This week I’m a bit angry…
The front page story this week is about the new green paper the government has issued, outlining proposals for widespread changes to higher education.
Naturally, the suggestion to increase tuition fees for the highest ranking universities in England has gained the most attention; it sets a worrying precedent for fee increases which has the potential to create an elitist, two-tier university system.
However, after researching more about the implications of the green paper, I was surprised that the policy could also have significant ramifications for student journalists.
Exempting universities from FOI requests, to place them on a ‘level playing field’ with private eduction providers, would undermine our ability and reduce our opportunities to hold the University to account.
Epigram, like student newspapers across the country, fulfils an important role in scrutinising both the Union and University. The government’s proposal to exempt universities from Freedom of Information (FOI) requests, therefore, seriously limits our ability to do so.
Over the last year, Epigram has broken several stories as a result of FOI requests. In fact, one particularly explosive front page article has recently won a Student Publication Association award for the best student story resulting from an FOI request.
The story revealed that the University spent over £20,000 in January 2015 on flights, hotels and airport transfers for the former Vice-Chancellor and his wife as part of a two week tour around Asia and Australia, and struck a cord with students at Bristol who often wonder how our tuition fees are spent.
Another Epigram article, this time about University of Bristol research into nuclear deterrents, was also shortlisted for the award. This is a huge honour and demonstrates the strength of our journalism and ability to hold the University to account.
Exempting universities from FOI requests, to place them on a ‘level playing field’ with private eduction providers, would undermine our ability and reduce our opportunities to hold the University to account. As such, it would be detrimental to Epigram, other student newspapers and also the national press.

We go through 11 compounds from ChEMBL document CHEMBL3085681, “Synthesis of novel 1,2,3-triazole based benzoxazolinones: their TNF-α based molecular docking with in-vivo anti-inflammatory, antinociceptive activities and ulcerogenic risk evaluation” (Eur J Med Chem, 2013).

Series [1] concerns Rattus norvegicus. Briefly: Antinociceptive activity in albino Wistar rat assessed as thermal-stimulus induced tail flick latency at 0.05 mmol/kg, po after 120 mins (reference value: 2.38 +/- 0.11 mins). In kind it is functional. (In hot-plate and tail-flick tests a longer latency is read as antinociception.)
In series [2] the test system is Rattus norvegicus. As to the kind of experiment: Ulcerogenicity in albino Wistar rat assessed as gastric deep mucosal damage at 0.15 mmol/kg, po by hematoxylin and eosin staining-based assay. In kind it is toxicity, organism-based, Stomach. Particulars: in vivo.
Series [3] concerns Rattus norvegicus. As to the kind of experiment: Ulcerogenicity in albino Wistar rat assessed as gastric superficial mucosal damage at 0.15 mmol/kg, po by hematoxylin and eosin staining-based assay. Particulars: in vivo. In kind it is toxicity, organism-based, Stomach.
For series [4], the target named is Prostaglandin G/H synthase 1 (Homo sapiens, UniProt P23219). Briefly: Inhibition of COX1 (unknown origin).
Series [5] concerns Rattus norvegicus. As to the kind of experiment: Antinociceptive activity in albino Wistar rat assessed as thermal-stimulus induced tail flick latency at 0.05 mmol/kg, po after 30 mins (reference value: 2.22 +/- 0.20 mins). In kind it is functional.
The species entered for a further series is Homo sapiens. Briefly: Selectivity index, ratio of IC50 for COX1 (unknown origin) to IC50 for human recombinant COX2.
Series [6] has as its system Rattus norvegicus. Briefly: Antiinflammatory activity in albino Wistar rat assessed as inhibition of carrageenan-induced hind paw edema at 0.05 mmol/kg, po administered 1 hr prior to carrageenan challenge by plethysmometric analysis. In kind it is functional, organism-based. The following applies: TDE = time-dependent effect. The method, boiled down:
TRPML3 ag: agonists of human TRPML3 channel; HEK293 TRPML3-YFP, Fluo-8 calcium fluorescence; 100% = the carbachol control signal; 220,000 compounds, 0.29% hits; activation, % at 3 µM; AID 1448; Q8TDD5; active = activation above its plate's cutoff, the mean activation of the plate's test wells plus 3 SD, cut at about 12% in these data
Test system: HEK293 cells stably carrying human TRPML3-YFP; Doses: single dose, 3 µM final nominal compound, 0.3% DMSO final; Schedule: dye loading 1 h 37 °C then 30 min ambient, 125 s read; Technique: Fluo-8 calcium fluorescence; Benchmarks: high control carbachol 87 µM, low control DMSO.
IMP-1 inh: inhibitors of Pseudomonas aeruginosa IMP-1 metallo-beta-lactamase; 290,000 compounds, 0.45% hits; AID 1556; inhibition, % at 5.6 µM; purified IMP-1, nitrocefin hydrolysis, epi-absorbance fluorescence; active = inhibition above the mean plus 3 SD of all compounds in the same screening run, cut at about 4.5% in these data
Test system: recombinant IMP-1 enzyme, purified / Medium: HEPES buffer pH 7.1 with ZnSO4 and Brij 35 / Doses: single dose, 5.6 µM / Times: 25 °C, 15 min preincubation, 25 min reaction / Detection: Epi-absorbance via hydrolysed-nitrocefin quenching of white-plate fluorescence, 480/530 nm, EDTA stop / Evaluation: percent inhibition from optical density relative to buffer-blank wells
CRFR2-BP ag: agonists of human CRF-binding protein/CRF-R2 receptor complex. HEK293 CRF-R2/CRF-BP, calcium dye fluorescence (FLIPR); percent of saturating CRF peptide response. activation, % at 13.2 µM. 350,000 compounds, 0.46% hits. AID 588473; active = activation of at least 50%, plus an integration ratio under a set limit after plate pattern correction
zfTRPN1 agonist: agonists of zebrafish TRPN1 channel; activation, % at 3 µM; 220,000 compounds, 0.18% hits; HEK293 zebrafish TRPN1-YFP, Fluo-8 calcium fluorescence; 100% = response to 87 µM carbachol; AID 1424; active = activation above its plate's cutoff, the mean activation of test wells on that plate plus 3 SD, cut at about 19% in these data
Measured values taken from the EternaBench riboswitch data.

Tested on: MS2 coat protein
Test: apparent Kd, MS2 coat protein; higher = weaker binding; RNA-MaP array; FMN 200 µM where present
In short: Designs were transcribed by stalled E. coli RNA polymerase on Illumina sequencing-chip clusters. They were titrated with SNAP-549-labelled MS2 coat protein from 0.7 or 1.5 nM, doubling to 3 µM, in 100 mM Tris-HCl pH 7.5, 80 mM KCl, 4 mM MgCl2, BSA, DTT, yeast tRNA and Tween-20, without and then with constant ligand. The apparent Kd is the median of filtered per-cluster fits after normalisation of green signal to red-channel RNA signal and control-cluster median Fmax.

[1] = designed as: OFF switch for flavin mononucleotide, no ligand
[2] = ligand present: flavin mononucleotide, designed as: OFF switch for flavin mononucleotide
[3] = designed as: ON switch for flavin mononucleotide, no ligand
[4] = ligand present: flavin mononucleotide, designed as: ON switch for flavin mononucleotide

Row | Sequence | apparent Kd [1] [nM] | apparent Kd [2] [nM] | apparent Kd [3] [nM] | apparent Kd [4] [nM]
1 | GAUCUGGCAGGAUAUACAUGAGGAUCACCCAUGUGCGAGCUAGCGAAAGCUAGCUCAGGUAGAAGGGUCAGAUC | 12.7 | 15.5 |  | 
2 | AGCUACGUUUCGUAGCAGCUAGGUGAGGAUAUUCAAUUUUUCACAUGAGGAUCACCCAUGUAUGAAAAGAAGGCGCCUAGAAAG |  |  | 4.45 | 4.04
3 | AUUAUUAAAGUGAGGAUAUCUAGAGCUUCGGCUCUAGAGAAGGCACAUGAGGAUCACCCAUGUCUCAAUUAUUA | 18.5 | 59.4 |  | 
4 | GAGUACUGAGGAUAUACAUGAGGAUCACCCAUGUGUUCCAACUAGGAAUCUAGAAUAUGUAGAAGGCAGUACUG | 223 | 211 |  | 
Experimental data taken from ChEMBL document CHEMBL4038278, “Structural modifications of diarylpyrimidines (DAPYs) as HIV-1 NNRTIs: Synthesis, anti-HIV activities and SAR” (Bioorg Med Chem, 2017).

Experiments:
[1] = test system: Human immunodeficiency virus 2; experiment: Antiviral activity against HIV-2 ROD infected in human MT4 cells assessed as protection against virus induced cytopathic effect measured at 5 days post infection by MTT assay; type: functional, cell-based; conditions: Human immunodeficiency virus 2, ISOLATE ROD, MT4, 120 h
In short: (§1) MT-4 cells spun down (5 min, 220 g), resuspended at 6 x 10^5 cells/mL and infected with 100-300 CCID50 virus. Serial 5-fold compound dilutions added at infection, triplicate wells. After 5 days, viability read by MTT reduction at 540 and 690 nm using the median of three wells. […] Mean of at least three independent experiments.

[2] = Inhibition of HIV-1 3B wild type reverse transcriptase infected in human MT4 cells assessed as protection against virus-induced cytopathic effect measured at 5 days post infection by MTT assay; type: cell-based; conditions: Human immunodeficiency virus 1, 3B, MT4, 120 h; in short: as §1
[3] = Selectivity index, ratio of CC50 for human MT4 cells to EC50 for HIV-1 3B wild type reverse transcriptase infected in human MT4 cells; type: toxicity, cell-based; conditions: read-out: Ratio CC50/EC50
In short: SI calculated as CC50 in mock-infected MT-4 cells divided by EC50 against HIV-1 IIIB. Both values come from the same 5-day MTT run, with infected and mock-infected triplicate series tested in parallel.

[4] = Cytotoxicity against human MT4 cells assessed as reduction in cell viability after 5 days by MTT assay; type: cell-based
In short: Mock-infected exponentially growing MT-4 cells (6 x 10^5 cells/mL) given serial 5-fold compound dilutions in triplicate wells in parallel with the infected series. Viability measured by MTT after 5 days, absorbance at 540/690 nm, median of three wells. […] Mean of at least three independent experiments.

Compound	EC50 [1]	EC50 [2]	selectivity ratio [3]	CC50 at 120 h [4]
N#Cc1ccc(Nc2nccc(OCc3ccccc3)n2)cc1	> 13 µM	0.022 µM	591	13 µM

Maybe I’m cynical, but if the University didn’t have to provide potentially damaging information to us and other media outlets, why would they?
Although the University have told Epigram that they ‘aim to work in a spirit of openness,’ and that only confidential information, which cannot be obtained from FOI requests anyway, would ever be withheld from students, I’m not completely convinced.
Maybe I’m cynical, but if the University didn’t have to provide potentially damaging information to us and other media outlets, why would they? We will have to wait and see and hope for the best.
But Epigram is, as I’ve mentioned before, about more than just holding the University to account. Indeed, we are a student newspaper and as such aim to report on every aspect of the student experience in Bristol.
This week, Epigram Features has drawn attention to the issue of student burglaries, which are occurring with worrying frequency. This is a prime example of a potential threat facing students which is all too easy to forget about.
Clearly we all need to be more vigilant to potential problems we can face – beyond work stress and that rapidly depleting student loan
As was discovered with the fire at 33 Colston Street, our lives at university revolve around our student rooms, where we keep everything from laptops to teddy bears. Unsurprisingly, a burglary, or a fire, has a hugely disruptive impact.
Yet the issue is not regularly discussed – despite advice from the police and University – and students often overlook burglaries as a potential problem until they have been targeted.
I know this is an issue I don’t think about enough and I expect there are lots of you who don’t either. Clearly we all need to be more vigilant to potential problems we can face – beyond work stress and that rapidly depleting student loan.